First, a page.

Bethwaite360 | Gybing a 29er
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Gybing a 29er

Gybing a 29er

Gybing a 29er

Aim – perform 10 really good gybes in a row

What to look for – smooth roll, with the rig moving from one side to the other

without any wobbles

How – keeping the spinnaker full

Who – division of tasks, break them down into small units

No matter what the manoeuvre, always aim to perform it smoothly. The only thing that changes as the breeze increases, is that the time taken to perform the action will decrease. Imagine someone who is on a coach boat behind you looking directly along the centreline of the 29er and watching the rig move across the skyline. It should be steady at all times and during tacks and gybes, the rig should move in a smooth arc, particularly in light air so that the airflow across the sails can stay attached and generate power.

Light air gybing is quite easy, providing you understand that the angle of the breeze changes as you swing the boat through the gybe.

Try a simple exercise taking the boat through a gybe slowly and then more quickly. You will find that in very light air your gybing angle will be around 140°. As you take the boat through the gybe slowly, the spinnaker will collapse, the boat will slow down and it will take quite a long time for the sails to fill with air again. But if you swing the boat quickly through the gybe, holding the spinnaker until it backs before allowing it to fall past the forestay and set on the new gybe, you will maintain your speed for longer. You will also find that once you are settled on the new gybe you will be able to bear away a few degrees.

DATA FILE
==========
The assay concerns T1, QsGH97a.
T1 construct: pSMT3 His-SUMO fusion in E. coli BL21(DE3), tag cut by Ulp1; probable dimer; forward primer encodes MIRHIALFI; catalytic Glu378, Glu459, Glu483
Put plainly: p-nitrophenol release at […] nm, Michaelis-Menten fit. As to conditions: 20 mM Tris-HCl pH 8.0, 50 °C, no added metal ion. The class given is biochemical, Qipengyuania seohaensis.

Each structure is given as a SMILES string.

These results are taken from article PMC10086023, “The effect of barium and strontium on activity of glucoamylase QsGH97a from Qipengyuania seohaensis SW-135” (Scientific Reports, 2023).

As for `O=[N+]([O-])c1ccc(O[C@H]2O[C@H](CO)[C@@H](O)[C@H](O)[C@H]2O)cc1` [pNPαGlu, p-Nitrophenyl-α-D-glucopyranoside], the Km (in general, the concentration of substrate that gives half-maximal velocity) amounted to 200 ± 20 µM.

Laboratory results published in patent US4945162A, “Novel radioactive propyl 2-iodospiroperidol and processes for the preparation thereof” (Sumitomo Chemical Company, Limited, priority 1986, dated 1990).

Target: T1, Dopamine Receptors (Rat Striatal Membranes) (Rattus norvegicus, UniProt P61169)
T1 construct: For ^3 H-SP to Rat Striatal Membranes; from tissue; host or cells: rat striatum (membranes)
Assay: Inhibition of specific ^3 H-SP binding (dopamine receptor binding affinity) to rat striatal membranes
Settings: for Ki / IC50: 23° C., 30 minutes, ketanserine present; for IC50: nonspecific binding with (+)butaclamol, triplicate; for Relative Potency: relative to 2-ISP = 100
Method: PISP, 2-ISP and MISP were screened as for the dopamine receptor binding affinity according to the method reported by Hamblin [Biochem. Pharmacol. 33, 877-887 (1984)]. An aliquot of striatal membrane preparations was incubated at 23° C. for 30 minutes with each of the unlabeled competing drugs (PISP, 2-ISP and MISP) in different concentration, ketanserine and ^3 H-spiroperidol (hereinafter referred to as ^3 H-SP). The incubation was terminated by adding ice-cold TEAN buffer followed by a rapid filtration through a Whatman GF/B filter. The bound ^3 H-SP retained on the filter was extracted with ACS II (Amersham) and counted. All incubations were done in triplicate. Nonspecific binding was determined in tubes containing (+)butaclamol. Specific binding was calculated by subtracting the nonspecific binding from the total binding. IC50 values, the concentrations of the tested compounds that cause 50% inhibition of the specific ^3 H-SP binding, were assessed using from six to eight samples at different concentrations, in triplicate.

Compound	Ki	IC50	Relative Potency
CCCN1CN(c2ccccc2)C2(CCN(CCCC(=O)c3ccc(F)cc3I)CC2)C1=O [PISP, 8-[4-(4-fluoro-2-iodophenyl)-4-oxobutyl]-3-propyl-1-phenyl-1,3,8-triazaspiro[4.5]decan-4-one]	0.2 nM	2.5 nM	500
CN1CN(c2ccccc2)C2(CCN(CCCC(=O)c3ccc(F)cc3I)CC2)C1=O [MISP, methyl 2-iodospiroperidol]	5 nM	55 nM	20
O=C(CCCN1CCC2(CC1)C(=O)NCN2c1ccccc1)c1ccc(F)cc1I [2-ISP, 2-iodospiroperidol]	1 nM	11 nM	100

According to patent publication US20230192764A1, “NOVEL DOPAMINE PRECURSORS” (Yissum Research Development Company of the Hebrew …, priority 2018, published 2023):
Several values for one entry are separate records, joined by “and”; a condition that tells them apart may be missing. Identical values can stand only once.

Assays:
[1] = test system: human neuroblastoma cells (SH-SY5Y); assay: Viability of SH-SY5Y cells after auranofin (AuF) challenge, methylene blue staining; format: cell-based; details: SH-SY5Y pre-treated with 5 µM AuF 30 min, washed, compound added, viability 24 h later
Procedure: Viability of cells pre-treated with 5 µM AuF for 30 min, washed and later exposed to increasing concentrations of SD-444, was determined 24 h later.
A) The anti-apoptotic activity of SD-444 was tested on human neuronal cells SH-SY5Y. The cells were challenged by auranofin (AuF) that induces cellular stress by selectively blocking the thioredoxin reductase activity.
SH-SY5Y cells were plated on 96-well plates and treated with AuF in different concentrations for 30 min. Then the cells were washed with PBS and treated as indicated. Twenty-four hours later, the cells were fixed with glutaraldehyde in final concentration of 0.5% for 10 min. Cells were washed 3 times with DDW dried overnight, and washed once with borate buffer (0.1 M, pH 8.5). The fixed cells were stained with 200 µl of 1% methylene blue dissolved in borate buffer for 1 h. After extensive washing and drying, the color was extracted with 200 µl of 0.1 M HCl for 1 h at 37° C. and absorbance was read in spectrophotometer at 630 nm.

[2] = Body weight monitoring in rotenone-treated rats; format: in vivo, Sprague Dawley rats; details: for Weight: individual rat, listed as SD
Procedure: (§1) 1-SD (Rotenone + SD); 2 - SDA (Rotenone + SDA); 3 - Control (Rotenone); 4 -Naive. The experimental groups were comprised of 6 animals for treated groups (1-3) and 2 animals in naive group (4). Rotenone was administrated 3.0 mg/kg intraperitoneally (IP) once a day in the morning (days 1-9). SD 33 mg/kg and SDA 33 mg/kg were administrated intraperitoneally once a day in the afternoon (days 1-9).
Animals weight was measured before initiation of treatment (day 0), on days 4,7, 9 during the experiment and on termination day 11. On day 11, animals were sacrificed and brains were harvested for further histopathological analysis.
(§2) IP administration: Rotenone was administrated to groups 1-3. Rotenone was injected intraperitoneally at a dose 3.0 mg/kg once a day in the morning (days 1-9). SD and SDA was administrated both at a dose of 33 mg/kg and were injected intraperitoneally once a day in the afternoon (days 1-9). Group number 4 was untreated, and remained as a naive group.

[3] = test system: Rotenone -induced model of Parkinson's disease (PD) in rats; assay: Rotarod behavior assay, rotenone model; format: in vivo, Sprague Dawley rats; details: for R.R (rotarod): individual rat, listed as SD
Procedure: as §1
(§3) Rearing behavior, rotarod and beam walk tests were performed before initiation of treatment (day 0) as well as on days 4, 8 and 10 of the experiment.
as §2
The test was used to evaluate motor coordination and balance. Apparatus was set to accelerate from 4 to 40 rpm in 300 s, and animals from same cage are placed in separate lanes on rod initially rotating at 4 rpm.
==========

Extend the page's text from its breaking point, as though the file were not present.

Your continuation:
29er gybing

 

The lighter the breeze, the more critical it becomes to understand Apparent Wind. This is because the boatspeed you are generating downwind will often be greater than the actual breeze strength, so the direction of the wind will change substantially as you sail along. This is why the mainsail almost never gets eased right out, even when the wind is coming from behind.

Your wind indicator at the top of the mast is a very useful guide as to the direction of the apparent wind, so it’s a good idea to have something up there that is quite sensitive in light air.

Coming back to gybing in light air, as you turn the boat downwind and through the gybe, the boat will slow down and the apparent wind will then change substantially back towards the True Wind direction. So it is really important that the turn is smooth and consistent, otherwise the spinnaker will collapse and it will take a very long time to build boatspeed again.

It should take no longer than 1½ to 2 seconds to go from a full spinnaker on one gybe, to a full spinnaker on the new gybe.

Nicky Bethwaite

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